Cody: The DSH survey should be assigned to someone at the facility with a high degree of reimbursement knowledge as well as revenue cycle knowledge and probably hospital operations in general. It’s essential to have a basic understanding of the Medicare cost report, how cost-to-charge ratios work, and then probably the most important thing to understand is how to identify the appropriate patient populations and gather patient claims detail. The survey requires a high degree of detailed patient claims reporting, scrubbing, research, analysis, validation, all of that. So, this will often involve multiple individuals in the organization, those from decision support, information systems, revenue integrity, or other groups, just depending on how the organization is structured.

Kelly: So very knowledgeable people on the team for sure is needed for this, right?

Cody: Yes. Yes, absolutely.

Kelly: Yeah, that’s what it sounds like. And do you have any tips for completing the survey?

Cody: I’m glad you asked because yes, of course I do. Generally, hospitals can get a lot of benefit and kind of save a lot of headaches by properly and, just as importantly, efficiently validating the data that’s included on the survey prior to submission. Not only can this minimize audit questions but could potentially limit additional audit sampling, testing procedures, and all that sort of thing. And so not to go off in the weeds too much, but I’ll give you a few examples. One obvious one is to compare Exhibit A, which is a listing of your uninsured patients, to Exhibit B, which is a record of patient payments received during the year. So, if a patient is identified in Exhibit A and matched in Exhibit B with payments that are classified as insured, then obviously, that doesn’t make any sense and you’d want to go and determine what happened there.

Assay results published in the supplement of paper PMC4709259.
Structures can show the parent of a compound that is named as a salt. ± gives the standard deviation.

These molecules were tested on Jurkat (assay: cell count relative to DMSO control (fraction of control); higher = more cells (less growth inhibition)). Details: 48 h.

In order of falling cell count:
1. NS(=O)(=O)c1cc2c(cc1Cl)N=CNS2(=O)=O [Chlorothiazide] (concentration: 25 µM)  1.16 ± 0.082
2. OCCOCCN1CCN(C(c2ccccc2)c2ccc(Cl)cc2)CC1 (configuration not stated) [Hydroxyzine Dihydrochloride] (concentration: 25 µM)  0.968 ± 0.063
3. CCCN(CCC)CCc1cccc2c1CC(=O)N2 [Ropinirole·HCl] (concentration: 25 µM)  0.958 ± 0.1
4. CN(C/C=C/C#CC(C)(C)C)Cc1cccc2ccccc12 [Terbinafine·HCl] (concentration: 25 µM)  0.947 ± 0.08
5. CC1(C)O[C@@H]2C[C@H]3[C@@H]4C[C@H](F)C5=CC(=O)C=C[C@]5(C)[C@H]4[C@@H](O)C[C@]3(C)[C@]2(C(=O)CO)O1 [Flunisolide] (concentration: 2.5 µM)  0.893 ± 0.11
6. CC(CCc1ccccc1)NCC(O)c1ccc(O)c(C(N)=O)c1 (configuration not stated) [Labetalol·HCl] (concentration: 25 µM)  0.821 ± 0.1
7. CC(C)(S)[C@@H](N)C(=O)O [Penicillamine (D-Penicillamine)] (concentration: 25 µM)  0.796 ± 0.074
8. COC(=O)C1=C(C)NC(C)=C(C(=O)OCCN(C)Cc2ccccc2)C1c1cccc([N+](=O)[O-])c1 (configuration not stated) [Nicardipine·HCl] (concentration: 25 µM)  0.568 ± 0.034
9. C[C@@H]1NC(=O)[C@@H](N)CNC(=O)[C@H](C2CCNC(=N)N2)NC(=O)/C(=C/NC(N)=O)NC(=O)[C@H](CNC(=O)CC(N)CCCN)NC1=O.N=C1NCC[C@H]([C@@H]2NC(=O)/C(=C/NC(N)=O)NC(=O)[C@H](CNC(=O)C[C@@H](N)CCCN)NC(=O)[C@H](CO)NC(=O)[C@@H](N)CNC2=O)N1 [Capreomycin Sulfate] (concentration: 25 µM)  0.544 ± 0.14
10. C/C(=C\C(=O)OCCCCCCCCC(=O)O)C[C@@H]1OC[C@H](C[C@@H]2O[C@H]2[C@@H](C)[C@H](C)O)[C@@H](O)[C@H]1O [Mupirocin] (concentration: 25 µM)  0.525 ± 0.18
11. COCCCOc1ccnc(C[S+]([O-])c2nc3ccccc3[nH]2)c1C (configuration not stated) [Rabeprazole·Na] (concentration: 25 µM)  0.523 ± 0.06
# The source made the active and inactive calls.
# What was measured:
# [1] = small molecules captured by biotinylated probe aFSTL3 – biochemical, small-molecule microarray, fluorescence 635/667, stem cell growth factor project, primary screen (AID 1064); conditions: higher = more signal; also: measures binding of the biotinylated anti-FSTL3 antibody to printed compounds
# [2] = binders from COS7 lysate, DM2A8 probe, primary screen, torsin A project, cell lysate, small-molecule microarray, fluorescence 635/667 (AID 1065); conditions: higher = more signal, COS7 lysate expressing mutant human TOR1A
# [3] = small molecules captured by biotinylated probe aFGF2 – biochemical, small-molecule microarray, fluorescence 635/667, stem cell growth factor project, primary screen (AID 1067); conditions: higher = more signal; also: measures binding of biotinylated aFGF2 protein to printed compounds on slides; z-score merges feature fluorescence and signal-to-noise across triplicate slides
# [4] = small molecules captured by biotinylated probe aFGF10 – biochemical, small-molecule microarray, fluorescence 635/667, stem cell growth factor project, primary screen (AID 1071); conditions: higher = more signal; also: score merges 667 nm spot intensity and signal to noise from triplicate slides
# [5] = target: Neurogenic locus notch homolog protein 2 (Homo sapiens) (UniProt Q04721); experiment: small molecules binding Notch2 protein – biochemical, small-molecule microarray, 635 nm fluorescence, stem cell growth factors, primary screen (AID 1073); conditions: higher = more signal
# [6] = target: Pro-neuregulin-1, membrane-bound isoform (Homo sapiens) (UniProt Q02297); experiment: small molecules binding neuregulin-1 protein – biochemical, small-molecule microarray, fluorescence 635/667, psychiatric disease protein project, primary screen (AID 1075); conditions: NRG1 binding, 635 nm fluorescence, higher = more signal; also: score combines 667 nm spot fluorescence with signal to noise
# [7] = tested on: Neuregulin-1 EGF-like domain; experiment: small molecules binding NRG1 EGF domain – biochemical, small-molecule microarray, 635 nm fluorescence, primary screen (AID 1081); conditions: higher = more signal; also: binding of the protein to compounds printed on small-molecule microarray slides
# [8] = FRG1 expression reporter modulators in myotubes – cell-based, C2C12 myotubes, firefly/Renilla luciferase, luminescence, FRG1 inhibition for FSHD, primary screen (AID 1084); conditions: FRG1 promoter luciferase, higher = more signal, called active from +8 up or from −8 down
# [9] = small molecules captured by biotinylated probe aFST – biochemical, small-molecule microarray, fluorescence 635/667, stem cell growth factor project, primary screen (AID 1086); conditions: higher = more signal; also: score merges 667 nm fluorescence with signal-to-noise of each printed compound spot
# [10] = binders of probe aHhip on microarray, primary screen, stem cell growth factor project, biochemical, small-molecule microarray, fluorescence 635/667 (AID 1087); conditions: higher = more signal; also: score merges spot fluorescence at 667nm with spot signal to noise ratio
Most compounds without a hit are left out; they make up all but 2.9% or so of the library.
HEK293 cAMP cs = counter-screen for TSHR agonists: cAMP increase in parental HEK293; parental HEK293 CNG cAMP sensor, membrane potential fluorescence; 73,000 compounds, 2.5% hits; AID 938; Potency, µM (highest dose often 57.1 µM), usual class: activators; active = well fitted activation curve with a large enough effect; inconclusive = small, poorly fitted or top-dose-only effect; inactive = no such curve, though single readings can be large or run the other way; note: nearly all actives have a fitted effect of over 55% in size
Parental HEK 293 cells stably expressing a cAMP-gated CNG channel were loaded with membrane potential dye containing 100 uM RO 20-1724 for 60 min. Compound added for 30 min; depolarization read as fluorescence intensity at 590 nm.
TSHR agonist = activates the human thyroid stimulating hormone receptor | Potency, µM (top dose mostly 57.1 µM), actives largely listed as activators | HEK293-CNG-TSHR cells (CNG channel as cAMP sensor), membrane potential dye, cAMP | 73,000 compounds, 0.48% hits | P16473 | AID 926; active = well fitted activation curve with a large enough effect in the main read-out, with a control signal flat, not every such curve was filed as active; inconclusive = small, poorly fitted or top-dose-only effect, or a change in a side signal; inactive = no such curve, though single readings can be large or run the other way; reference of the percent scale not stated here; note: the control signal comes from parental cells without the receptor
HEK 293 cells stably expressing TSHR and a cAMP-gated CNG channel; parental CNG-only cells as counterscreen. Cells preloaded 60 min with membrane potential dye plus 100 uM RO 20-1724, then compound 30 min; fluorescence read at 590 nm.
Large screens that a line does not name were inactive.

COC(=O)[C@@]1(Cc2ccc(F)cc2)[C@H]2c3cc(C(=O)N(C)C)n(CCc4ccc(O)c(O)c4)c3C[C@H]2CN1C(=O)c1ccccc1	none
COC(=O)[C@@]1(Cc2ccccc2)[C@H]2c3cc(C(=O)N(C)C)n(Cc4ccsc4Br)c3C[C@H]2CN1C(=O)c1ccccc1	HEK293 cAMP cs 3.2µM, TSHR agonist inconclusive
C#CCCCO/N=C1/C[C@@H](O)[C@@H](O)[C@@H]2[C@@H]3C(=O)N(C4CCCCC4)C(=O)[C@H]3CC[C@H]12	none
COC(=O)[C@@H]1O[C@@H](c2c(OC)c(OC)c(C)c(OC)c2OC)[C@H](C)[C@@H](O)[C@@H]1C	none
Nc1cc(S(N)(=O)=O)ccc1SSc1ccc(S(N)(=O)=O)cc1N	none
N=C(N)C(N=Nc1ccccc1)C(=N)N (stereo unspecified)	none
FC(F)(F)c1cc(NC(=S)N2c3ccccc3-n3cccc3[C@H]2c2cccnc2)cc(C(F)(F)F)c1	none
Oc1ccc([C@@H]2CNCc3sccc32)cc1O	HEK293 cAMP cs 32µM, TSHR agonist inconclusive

And then speaking of Exhibit B, I would also add to specifically review the range of service dates that are included in the detail. If oldest service dates only go back a few years from the cost report year in question but you as an organization are still collecting on patient accounts from many years back, then there’s a disconnect there. And so prior to submitting, you would want to determine the cause for that, be it missing legacy transaction data, older transaction codes not being picked up in the report, or whatever the cause may be. And another check I would recommend is to look at the calculated cost of services as a percentage or a ratio of charges. This will clue you into any potential issues with the mapping or allocation of revenue codes and the claims data to the cost center lines on the DSH survey so you can perform this review across patient populations, so Medicaid dual eligible, uninsured, etc., as well as between survey years to identify and review that ratio. So performing this additional check may even help you identify issues with your current reporting that are leading to underreporting of uncompensated care.

Kelly: Wow, those are some great tips. Thank you. And are there any common pitfalls to watch out for?

Cody: Yeah, I’ll just mention a quick one, which is to not kind of check out of the process after everything’s done and the survey is submitted. You’ll likely receive an adjustment report back, and it’s very important to zero in on the high-impact adjustments on the report and confirm either that the adjustments are valid or that maybe further information can be provided to the auditor to potentially negate the adjustment. So, take a look at that adjustment report for sure and keep it kind of front and center even after you submit the survey because when you look at that, the impact of the adjustments may not appear to be significant and aggregate, but you would want to still do that review to make sure that you have a handle on all the adjustments.

Kelly: Definitely. That’s good advice. Thank you. We are so appreciative of all this great information you shared with us today, Cody.

Cody: Yeah, absolutely. Thank you. Thank you for having me.

Kelly: And you can learn more from Cody on this topic on the related webinar he’s presenting live on July 27th. You can register for that webinar on our website, The webinar recording and corresponding slides will also be available on our website after the webinar. Thank you for joining us on the Hospital Finance Podcast.

[music] This concludes today’s episode of the Hospital Finance Podcast. For show notes and additional resources to help you protect and enhance revenue at your hospital, visit The Hospital Finance Podcast is a production of BESLER, SMART ABOUT REVENUE, TENACIOUS ABOUT RESULTS.